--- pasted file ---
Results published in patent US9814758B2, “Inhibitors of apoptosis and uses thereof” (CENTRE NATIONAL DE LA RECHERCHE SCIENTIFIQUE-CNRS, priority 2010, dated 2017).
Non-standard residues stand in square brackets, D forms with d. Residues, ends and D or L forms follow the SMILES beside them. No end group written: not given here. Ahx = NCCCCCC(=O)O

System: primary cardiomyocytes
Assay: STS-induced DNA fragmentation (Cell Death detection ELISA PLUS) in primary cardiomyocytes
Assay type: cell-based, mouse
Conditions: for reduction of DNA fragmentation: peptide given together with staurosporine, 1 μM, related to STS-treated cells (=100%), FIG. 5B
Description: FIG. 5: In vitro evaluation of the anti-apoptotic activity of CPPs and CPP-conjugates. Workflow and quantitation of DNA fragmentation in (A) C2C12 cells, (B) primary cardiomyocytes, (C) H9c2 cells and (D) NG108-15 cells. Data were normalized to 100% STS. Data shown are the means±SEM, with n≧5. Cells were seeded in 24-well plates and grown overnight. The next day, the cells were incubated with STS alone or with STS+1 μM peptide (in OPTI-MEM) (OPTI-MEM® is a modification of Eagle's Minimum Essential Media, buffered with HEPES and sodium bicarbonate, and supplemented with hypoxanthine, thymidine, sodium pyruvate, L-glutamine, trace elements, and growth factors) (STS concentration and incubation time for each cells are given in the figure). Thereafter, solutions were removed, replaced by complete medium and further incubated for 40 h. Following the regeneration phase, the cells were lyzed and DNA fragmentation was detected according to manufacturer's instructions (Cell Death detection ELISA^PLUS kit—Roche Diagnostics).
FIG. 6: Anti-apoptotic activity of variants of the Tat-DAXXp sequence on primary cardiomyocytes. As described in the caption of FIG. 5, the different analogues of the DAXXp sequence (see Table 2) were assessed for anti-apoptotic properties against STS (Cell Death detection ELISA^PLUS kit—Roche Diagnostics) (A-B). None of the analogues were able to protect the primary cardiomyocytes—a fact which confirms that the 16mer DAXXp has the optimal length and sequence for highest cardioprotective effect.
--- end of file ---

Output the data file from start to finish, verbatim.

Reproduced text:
Results published in patent US9814758B2, “Inhibitors of apoptosis and uses thereof” (CENTRE NATIONAL DE LA RECHERCHE SCIENTIFIQUE-CNRS, priority 2010, dated 2017).
Non-standard residues stand in square brackets, D forms with d. Residues, ends and D or L forms follow the SMILES beside them. No end group written: not given here. Ahx = NCCCCCC(=O)O

System: primary cardiomyocytes
Assay: STS-induced DNA fragmentation (Cell Death detection ELISA PLUS) in primary cardiomyocytes
Assay type: cell-based, mouse
Conditions: for reduction of DNA fragmentation: peptide given together with staurosporine, 1 μM, related to STS-treated cells (=100%), FIG. 5B
Description: FIG. 5: In vitro evaluation of the anti-apoptotic activity of CPPs and CPP-conjugates. Workflow and quantitation of DNA fragmentation in (A) C2C12 cells, (B) primary cardiomyocytes, (C) H9c2 cells and (D) NG108-15 cells. Data were normalized to 100% STS. Data shown are the means±SEM, with n≧5. Cells were seeded in 24-well plates and grown overnight. The next day, the cells were incubated with STS alone or with STS+1 μM peptide (in OPTI-MEM) (OPTI-MEM® is a modification of Eagle's Minimum Essential Media, buffered with HEPES and sodium bicarbonate, and supplemented with hypoxanthine, thymidine, sodium pyruvate, L-glutamine, trace elements, and growth factors) (STS concentration and incubation time for each cells are given in the figure). Thereafter, solutions were removed, replaced by complete medium and further incubated for 40 h. Following the regeneration phase, the cells were lyzed and DNA fragmentation was detected according to manufacturer's instructions (Cell Death detection ELISA^PLUS kit—Roche Diagnostics).
FIG. 6: Anti-apoptotic activity of variants of the Tat-DAXXp sequence on primary cardiomyocytes. As described in the caption of FIG. 5, the different analogues of the DAXXp sequence (see Table 2) were assessed for anti-apoptotic properties against STS (Cell Death detection ELISA^PLUS kit—Roche Diagnostics) (A-B). None of the analogues were able to protect the primary cardiomyocytes—a fact which confirms that the 16mer DAXXp has the optimal length and sequence for highest cardioprotective effect.